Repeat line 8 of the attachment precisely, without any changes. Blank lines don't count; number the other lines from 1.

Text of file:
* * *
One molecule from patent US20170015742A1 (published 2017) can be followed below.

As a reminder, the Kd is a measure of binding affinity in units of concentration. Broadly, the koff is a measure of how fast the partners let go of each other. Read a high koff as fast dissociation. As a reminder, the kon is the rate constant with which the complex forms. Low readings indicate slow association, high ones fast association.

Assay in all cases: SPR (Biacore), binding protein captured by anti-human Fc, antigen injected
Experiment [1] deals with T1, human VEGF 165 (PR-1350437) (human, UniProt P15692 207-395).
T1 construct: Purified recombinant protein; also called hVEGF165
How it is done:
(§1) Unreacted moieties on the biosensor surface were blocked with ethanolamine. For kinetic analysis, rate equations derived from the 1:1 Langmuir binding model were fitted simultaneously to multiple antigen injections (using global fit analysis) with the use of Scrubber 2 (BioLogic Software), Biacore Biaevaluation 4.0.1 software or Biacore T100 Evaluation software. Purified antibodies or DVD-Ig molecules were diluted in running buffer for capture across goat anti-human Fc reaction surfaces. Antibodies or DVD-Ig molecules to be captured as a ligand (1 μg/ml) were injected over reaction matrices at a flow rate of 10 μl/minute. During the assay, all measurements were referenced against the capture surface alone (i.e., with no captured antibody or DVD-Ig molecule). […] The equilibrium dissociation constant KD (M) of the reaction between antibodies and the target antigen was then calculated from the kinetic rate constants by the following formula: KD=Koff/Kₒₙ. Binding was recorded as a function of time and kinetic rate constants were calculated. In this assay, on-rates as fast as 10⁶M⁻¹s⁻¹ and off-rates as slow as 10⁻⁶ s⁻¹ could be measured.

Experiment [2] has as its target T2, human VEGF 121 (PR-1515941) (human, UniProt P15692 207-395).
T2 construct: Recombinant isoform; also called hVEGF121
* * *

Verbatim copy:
Experiment [2] has as its target T2, human VEGF 121 (PR-1515941) (human, UniProt P15692 207-395).